· Scout locations thoughtfully. If you're choosing a location for your business, or if you're expanding your business to a new location, be wary of natural disaster risks. The West Coast of California is an area with great business potential, but it's also prone to earthquakes. You might be able to appeal to rural demographics in Oklahoma, but it's also in the middle of Tornado Alley. Always scout your locations thoughtfully, and be prepared for the specific types of natural disasters that might strike you in these locations. It may or may not be worth the risk to establish a business there.
· Conduct a risk assessment. Whenever you do have a physical location, conduct a thorough risk assessment. What are the main types of natural disasters that threaten you here? How much of a threat would those natural disasters be? Is there any way to prevent damage from this type of natural disaster, and are there any unique vulnerabilities you need to know about related to your business?
· Talk to a lawyer. In pursuit of better natural disaster protection, it's advisable to talk to a lawyer. Many of the strategies you choose to follow are done in self-interest; you want to minimize the damages and expenses you face after a natural disaster strikes. But it's also important to consider any legal obligations you have to your employees and customers, as well as any liability issues you face if you're hit by such a natural disaster. Your lawyer will be able to review local laws with you and help you decide on a natural disaster mitigation and prevention strategy appropriate for the restrictions and requirements you face.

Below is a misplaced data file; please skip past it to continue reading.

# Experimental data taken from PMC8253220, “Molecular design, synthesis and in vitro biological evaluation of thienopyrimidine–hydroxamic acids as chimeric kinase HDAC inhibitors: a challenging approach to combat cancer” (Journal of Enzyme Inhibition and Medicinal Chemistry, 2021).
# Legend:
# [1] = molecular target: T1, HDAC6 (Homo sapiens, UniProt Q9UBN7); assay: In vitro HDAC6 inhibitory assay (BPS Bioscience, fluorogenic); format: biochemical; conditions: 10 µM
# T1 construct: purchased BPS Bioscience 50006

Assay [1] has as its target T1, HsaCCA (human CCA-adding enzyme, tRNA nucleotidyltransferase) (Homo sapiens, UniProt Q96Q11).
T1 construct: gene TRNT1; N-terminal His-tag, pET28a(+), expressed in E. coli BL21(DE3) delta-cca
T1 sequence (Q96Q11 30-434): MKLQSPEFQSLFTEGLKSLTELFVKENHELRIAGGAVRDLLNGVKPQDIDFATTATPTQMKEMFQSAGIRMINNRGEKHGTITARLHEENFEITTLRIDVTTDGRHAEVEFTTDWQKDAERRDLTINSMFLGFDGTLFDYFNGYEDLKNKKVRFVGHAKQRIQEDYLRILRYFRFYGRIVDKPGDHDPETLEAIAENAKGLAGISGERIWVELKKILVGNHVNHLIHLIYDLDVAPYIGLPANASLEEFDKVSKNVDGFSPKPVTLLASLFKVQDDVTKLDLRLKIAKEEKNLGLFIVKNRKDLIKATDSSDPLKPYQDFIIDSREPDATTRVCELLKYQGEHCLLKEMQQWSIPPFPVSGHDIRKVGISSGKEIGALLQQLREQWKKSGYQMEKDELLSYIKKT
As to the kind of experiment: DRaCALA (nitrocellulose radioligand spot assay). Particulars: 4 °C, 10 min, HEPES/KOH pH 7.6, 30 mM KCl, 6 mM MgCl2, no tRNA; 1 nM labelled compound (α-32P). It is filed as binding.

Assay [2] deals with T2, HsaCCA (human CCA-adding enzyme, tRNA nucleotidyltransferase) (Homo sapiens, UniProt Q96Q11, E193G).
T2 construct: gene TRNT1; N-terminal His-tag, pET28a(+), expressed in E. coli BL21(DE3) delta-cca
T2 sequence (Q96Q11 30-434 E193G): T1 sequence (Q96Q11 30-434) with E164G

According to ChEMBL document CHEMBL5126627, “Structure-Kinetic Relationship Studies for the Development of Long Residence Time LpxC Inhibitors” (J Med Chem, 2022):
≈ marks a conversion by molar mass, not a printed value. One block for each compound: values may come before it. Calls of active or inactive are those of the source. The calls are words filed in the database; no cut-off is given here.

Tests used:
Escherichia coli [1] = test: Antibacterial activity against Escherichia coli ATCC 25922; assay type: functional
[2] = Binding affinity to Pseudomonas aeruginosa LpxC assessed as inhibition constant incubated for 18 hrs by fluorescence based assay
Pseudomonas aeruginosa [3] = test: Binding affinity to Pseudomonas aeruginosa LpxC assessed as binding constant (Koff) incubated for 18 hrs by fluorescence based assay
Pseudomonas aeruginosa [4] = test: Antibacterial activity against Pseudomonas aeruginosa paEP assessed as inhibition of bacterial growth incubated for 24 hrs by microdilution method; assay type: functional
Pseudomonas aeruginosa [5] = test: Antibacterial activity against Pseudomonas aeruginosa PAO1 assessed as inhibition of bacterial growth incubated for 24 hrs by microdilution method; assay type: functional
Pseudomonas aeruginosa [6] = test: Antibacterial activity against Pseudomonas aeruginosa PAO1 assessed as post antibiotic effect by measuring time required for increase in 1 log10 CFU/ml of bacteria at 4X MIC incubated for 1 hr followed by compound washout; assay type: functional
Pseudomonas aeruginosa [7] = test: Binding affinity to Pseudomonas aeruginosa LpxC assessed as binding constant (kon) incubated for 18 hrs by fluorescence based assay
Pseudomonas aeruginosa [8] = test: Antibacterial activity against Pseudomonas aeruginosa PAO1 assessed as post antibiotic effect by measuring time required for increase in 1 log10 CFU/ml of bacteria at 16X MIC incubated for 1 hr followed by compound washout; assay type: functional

· Prioritize communication. In any natural disaster, one of your highest priorities needs to be communication. If you can communicate effectively with your employees, customers, and other connections, you can coordinate movements, provide information, and generally get people to safety in a faster and more efficient way.